The RNC announced on Thursday that the fourth debate would be hosted by New Nation, "The Megyn Kelly Show," The Washington Free Beacon, and Rumble.
This decision marks a pivot in a different direction from the first three debates, which were hosted by mainstream media outlets Fox News, Fox Business, and NBC News. The RNC had previously faced criticism for its choice of hosts, as it had promised to use the events to "raise" conservative media up.
Republicans are excited about the RNC's fourth debate, as they believe it will allow presidential candidates to get their message in front of base voters. North Carolina RNC Chairman Michael Whatley expressed his enthusiasm, stating, "What we want to try and do is make sure that we're giving as many platforms as we can to get these candidates out in front of as many voters as they can to be able to deliver their message."
The RNC has chosen several partners to be involved in the debates, including Young America's Foundation, Rumble, the Republican Jewish Coalition, the Ronald Reagan Presidential Library, Salem Radio News, and Univision. However, the partnership with Univision came under fire during the second debate when conservative media personalities criticized the station's line of questioning about LGBTQ discrimination and racism. Critics argued that these questions did not matter to Republican voters during a GOP primary presidential debate.
Conservative outlets outside of the mainstream media expressed frustration with the RNC's application process to host a debate after the second debate. These outlets felt overlooked in favor of more prominent media organizations. This frustration stemmed from the RNC's previous promise to use the debates to build up conservative media.
An RNC spokesperson defended the committee's decision, stating, "Every debate has involved conservative voices having a seat at the table and asking questions, and we look forward to continuing that next month in December with our fourth debate partners."
The RNC unveiled NBC as the host of the third debate in partnership with Salem Radio News. However, this choice also drew criticism from GOP operatives who questioned whether the NBC debate served a purpose. Evan Power, vice chairman of the Republican Party of Florida, expressed his concerns, stating, "I don't think that people that are openly combative to the conservative cause should be hosting a debate with our primary contestants."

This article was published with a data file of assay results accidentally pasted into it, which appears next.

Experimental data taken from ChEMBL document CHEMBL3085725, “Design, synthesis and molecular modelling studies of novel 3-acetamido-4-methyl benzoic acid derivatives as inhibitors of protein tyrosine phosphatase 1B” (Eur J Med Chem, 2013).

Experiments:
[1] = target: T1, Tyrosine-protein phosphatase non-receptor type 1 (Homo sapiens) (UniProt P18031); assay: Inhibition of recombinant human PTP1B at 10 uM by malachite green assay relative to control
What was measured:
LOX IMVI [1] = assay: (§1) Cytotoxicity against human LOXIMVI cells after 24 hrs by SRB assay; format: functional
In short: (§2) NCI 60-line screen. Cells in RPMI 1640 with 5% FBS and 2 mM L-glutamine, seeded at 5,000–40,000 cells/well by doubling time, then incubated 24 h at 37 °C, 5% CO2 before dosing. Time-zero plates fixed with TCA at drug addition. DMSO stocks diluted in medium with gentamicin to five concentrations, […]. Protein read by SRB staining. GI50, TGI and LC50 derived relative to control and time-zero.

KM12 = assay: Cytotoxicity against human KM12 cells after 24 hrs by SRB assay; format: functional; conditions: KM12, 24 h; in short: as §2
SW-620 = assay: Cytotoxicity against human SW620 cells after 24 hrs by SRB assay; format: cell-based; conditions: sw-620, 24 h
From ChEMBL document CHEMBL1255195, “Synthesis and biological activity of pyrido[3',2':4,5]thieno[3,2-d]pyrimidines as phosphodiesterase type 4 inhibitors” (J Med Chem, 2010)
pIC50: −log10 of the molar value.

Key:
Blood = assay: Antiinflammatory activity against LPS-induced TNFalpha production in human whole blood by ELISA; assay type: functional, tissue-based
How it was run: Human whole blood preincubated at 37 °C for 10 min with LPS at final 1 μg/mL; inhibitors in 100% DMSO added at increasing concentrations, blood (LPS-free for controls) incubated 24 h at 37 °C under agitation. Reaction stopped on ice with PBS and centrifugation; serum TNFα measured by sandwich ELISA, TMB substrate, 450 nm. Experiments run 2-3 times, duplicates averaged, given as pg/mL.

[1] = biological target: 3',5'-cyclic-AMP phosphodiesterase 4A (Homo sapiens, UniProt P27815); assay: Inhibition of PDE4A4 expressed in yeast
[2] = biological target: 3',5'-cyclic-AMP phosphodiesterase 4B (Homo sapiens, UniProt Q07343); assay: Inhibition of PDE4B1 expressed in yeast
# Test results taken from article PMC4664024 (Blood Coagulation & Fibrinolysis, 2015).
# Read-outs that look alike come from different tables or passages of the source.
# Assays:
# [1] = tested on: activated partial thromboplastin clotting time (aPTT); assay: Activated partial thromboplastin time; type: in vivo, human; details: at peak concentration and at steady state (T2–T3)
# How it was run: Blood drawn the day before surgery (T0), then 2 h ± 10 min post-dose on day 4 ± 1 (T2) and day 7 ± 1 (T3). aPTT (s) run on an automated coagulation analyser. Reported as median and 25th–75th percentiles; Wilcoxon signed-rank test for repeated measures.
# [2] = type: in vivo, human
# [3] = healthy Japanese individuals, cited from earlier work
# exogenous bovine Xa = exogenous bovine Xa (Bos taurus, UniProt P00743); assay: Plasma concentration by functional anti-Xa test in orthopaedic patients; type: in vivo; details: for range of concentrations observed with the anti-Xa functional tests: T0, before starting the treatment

Despite the criticism, the third debate's moderators, Lester Holt and Kristen Welker, refrained from asking questions from a liberal perspective. They kept the debate moving and allowed each candidate to answer before changing topics. Some praised NBC News for maintaining control of the debate and keeping things on track and on topic.
The RNC's announcement about its fourth debate partners has been relatively well-received by Republicans. They praised the decision to ditch establishment media in favor of smaller, right-leaning platforms. Jeff Kaufmann, RNC member and Republican Party of Iowa Chairman, stated, "Partnering with media outlets outside of the traditional cable news giants for the fourth debate is, in my view, a welcome continuation of this approach."
Gordon Kinne, the national committeeman from Missouri who serves on the RNC debate committee, explained that the group is working to choose organizations from all over the media spectrum to reach different audiences. He stated, "We've been trying to cover a bigger spectrum as you can of the various factions of the populace that are out there and where they come from."
Megyn Kelly, who has moderated five GOP presidential primary debates, including the most-watched presidential primary debate in the 2016 election cycle, expressed her excitement for the upcoming event. She described it as "the margarita of debates — spicy, fun, and somewhat intoxicating."